There’s something warm and comforting about the old, reliable Quadratic Formula (QF). You can plug the parameters of any quadratic equation into it, do a little calculating, and easily come up with the correct answer(s). Simple, right?
No, actually, it’s not so simple. Average math students do not come up with the correct answer(s). There are just too many pitfalls along the way:
- If the original equation is not in standard form, almost anything can happen.
- If b turns out to be negative, two things can go wrong. The minus sign in “–b” can be misinterpreted as subtraction rather than opposite, even though there’s nothing to subtract it from. And squaring it can produce a negative number because students type “–62” on their calculator rather than “(–6)2”.
- If a or c turns out to be negative, many students forget that “–4ac” amounts to subtracting a negative and therefore adding a positive. If both turn out to be negative, it’s even worse!
- Fortunately, the “±” sign reminds almost everyone that there are two solutions…except when there aren’t. “Plus or minus the square root of zero” flummoxes too many students. Why is there only one answer?????
- And then there’s the order of operations within the discriminant. A shaky student may calculate b2–4 before multiplying by ac, or make some similar mistake.
- Finally, carelessness about the length of the fraction bar leads to all kinds of issues, such as thinking it’s only the radical expression that’s divided by 2a, not the whole numerator.
You’d think that the algorithmic process of blindly following a formula would be straightforward, but it’s not so.
In addition to the errors above — which can usually be caught by a student who is both careful and confident, but so many people are neither — there are the more abstract issues. Two of them particularly grate on me. One is that only honors students (and not even very many of them) have the faintest idea why this formula works. It’s just plug and chug. At least there’s a chance that each step in other solution methods will make sense, but the QF is just magic. I’ve attempted to derive it, or prove it, for college-prep classes, but their eyes glaze over before you can count to 3. It has to remain magic.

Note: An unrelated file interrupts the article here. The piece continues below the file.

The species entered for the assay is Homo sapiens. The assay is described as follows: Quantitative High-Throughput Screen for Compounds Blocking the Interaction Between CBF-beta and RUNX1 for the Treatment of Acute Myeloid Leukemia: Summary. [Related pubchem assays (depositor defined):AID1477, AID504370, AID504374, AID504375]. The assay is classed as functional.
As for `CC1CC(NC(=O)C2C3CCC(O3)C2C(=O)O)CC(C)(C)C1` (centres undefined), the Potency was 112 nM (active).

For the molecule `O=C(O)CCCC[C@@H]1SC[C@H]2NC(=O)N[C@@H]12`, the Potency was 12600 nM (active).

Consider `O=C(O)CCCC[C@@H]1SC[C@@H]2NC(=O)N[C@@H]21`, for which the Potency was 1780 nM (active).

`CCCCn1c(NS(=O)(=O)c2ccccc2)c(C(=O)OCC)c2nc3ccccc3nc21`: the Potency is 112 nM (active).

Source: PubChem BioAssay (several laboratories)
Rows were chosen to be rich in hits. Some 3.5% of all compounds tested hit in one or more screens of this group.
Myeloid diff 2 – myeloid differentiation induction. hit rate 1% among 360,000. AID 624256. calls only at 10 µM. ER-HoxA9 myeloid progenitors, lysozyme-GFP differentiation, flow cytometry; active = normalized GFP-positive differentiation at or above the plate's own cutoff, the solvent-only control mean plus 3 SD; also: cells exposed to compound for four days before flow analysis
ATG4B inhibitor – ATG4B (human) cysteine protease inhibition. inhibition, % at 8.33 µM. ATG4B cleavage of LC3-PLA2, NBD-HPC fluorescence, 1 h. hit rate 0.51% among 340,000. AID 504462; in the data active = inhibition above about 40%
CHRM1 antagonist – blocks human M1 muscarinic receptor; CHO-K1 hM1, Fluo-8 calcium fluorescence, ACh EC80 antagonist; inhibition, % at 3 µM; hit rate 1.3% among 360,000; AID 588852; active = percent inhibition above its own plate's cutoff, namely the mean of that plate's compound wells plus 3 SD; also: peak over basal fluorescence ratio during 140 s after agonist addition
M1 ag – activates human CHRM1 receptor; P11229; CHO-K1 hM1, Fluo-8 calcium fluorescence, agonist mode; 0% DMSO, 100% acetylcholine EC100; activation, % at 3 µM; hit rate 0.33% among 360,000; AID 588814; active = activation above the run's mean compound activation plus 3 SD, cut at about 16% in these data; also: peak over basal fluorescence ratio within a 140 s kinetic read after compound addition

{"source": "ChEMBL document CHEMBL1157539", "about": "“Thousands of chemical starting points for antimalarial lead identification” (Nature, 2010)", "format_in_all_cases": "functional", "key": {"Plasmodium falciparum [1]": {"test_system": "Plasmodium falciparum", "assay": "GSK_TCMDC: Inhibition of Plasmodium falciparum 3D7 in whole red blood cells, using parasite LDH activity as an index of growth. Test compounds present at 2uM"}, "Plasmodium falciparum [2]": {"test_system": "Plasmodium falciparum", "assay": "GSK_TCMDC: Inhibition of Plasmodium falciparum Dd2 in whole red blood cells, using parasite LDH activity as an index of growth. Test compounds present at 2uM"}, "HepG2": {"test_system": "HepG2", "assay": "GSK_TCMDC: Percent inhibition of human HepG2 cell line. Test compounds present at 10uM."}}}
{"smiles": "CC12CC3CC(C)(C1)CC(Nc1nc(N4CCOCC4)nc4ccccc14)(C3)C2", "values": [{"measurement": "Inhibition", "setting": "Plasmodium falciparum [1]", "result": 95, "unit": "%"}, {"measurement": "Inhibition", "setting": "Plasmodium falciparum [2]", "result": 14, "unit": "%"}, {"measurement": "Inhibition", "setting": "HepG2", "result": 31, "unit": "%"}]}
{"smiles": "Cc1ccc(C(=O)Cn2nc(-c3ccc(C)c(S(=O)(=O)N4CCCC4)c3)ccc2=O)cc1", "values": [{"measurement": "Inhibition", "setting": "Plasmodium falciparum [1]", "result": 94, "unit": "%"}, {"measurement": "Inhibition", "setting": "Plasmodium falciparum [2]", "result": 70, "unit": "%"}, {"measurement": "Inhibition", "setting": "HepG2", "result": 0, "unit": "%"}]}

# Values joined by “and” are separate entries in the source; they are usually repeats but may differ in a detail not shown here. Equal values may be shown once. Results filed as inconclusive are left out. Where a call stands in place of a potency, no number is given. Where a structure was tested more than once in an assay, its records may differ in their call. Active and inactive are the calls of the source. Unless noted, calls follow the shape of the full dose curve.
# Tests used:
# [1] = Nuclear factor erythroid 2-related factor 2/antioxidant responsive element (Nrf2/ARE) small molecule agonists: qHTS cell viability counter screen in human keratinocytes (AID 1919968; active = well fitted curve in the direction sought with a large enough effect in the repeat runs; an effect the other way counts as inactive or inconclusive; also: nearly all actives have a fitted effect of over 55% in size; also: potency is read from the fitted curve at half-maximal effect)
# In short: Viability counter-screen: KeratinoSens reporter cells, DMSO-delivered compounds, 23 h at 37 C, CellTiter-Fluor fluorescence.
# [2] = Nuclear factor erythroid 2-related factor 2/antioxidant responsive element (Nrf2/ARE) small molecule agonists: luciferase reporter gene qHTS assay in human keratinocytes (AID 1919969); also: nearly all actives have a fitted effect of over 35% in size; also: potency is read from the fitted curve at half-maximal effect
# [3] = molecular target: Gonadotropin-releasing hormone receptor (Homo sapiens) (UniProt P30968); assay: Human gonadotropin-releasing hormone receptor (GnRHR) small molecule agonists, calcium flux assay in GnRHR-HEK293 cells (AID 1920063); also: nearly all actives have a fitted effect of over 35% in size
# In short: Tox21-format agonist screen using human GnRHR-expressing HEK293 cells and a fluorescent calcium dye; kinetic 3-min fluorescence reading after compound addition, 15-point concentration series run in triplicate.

My other issue is its limited applicability. As the name suggests, it works only on quadratic equations. Yes, it works on all quadratics — at least after they’re put into standard form — but it can’t be used on other equations, not even other polynomials. Admittedly, backtracking and factoring have limited applicability as well, not even working on all quadratics, but at least they can be used for certain non-quadratic equations. No one in their right mind would use the cubic formula, and the quartic formula is flatly out of the question, but backtracking and factoring sometimes work for cubics and quartics, showing more general uses for these techniques than the QF has.
Despite all this, we have to teach the Quadratic Formula to all students. Yes, I mean all. Grumble, grumble.